The Best 6 Tools for New Website Owners

new website tools

Are you a the owner of a new website, and not sure where to start? We’ve got you covered.

Here are the best (mostly free) tools for you to get your site off on the right foot.

 

1. Who.is

who.is

Every new website owner knows the pain of trying to get the domain that they want. It can be frustrating to enter option after option into your hosting provider’s search bar but having all of your preferred domains rejected because someone else owns it.

With Whois.net, you can save yourself a lot of that pain. It lets you know immediately if a domain is available and, more importantly, who owns it if it’s not. You might not want to shell out for the perfect .com domain, but with Whois, at least it’s an option.

 

2. Screaming Frog SEO

screaming frog

One of the biggest challenges for new website owners is getting your site ranked and found in organic search.

Screaming Frog SEO can help. Their free tool, SEO Spider, gives you incredible insight into any website (including your own). Essentially, it lets you see what Google’s web crawlers see, which lets you identify your SEO weaknesses and iterate on your strengths to propel yourself to the top of the Google rankings.

 

3. Google AdWords

keyword planner

Even if you’re not running any PPC campaigns, you can still reap major benefits from using AdWords as a prospecting tool.

With plenty of campaign explorer and design tools, it’s a great way to get a snapshot of what people are searching for around your business, which keywords have the most competition, and where there might be opportunity for you.

If you’re launching a new site, you’re unlikely to rank for competitive keywords. But by looking at high volume, low cost keywords in AdWords, you can find holes in the market to fill.

 

4. Google Trends

Another free tool from Google, Trends lets you look at search volume changes over time and compare different terms. For more established companies and websites, it’s a good way to identify how people are engaging with your brand.

But for new website owners, there are two core functions.

1. Identifying new opportunities

Using Google trends, you can look for search terms and ideas and how their search volume has changed over time. This gives you amazing insight into what trends on the up and up and what’s declining.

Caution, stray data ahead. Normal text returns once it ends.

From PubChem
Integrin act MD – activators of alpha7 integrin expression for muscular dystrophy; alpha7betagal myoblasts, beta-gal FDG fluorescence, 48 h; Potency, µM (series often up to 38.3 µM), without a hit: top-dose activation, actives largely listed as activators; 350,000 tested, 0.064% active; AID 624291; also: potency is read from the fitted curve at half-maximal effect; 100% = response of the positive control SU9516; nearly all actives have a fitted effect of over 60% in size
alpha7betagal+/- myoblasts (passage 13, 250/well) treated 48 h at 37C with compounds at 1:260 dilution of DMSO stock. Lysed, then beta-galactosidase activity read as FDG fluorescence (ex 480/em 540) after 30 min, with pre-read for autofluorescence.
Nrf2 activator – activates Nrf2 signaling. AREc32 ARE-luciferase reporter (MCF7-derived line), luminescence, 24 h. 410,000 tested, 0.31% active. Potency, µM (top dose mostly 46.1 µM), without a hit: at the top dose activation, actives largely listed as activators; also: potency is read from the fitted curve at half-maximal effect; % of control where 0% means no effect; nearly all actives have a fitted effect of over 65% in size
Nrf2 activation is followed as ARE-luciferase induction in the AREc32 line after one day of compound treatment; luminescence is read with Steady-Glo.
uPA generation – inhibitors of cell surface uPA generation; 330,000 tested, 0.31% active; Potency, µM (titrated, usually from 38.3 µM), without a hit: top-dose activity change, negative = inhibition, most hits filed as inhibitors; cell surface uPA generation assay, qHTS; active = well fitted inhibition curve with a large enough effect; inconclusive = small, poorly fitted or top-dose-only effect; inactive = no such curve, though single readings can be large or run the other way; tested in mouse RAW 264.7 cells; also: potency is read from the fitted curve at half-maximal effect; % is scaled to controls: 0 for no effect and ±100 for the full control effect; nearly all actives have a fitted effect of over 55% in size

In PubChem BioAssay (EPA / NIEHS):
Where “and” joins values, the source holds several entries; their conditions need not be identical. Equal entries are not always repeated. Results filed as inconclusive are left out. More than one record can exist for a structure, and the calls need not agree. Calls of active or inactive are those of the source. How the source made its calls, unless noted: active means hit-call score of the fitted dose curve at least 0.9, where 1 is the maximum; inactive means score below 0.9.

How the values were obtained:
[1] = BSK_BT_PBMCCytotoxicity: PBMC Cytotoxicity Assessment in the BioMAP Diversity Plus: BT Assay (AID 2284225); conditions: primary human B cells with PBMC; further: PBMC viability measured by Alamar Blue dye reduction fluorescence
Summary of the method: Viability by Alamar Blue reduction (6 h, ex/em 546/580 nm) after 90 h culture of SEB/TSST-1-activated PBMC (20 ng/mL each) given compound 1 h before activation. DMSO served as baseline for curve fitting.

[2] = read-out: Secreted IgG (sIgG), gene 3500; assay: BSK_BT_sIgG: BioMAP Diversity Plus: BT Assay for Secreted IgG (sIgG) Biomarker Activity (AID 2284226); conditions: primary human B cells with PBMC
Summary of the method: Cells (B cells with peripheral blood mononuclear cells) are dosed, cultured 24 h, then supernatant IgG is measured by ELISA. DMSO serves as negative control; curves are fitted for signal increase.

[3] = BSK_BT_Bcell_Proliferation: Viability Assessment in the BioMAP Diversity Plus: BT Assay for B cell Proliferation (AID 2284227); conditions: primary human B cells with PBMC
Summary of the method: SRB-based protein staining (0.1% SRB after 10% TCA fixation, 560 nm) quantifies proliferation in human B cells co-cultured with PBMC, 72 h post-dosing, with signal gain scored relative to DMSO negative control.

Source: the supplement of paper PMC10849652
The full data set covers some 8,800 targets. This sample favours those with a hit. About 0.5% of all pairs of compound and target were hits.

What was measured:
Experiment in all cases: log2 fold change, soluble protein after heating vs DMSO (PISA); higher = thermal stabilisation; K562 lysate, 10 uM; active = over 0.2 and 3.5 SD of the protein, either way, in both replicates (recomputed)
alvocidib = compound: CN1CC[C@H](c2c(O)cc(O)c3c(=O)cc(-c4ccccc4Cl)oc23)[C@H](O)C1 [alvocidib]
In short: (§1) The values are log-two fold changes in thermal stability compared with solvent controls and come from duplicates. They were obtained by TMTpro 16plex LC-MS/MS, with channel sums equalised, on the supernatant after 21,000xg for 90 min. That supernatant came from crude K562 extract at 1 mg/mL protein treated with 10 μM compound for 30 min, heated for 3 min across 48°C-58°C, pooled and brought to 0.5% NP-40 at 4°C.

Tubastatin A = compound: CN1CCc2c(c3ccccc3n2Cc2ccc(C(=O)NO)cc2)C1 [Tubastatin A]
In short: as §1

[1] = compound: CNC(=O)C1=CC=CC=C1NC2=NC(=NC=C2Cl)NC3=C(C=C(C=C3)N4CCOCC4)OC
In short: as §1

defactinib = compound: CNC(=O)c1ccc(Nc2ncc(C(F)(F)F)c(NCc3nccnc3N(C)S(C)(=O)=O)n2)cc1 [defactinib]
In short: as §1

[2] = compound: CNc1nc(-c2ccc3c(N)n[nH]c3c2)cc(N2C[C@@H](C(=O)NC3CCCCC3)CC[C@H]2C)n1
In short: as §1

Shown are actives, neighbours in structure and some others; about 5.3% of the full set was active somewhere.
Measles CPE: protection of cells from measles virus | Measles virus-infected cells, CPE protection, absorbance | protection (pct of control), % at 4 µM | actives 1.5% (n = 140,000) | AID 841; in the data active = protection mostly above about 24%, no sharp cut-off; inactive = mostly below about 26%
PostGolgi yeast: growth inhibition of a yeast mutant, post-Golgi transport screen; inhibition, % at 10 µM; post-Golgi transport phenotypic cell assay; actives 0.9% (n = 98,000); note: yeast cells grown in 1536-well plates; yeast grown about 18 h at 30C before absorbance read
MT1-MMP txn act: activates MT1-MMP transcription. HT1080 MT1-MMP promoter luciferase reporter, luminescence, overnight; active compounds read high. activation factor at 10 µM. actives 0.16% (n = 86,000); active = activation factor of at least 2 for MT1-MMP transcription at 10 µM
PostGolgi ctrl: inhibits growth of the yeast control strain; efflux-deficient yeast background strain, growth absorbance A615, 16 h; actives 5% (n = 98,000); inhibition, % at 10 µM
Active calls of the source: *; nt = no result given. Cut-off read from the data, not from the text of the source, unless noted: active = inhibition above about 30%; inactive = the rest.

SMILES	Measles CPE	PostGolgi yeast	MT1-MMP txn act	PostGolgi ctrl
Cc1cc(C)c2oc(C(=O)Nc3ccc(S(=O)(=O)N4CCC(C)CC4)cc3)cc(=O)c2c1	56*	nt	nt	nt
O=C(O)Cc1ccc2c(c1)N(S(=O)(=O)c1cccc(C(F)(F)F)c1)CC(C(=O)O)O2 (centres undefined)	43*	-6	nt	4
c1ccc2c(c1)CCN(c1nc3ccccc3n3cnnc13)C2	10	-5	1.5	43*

For example, if we look at search volumes of responsive design over five years:

responsive design google trend

You can see that there was a peak and now there’s declining interest.

But when we look at the search term native app, we see the opposite trend:

native app google trend

So we can deduce that in recent years, people have become much more interested in mobile apps than in responsive design, so that’s what we should be talking about.

This sort of research can help you narrow your website content strategy early so you’re always talking about rising trends, not falling one.

2. Finding related topics/keyword ideas

Using the related terms function, you can get ideas for where your customers’ heads are at. Running searches on key competitors, ideas, keywords, and industry-specific trending topics will give you lots of insight into what connections and being made. Then, you can tailor your website to exploit them.

 

5. Stripe

stripe

If you’re running an ecommerce website, choosing how you’re going to accept payments is one of the biggest decisions you’re going to make. A lot goes into it, like user experience, your own experience, what metrics you can generate, functionality, and of course, cost.

And one that should be on your shortlist? Stripe.

With an awesome interface and super easy implementation, you can start accepting payments right away. And with a focus on design and user flows, you can drive more profit from your site with less drop off and abandonment.

 

6. Asana

asana

Finally, as a new website owner you’re going to quickly run into the problem of lots to do and no time to do it.

Asana is a free project management tool that can help you keep a handle on your towering workstack. And as you realize you’re not equipped to do everything you need to, it’s easy to add freelancers and keep everyone on the website project on the same page.

Turning your fledging website or ecommerce store into the next unicorn might not be easy (or, frankly, very realistic). But with these six tools, the path towards runaway success is a whole lot easier to trod down.

Have you got a favourite website tool that we missed? Let us know in the comments!

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